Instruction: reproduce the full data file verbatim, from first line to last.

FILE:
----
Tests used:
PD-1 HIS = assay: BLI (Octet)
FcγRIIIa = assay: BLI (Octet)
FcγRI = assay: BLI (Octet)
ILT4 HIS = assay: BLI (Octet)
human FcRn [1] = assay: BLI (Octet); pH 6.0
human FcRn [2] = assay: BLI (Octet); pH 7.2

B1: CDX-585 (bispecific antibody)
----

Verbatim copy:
Tests used:
PD-1 HIS = assay: BLI (Octet)
FcγRIIIa = assay: BLI (Octet)
FcγRI = assay: BLI (Octet)
ILT4 HIS = assay: BLI (Octet)
human FcRn [1] = assay: BLI (Octet); pH 6.0
human FcRn [2] = assay: BLI (Octet); pH 7.2

B1: CDX-585 (bispecific antibody)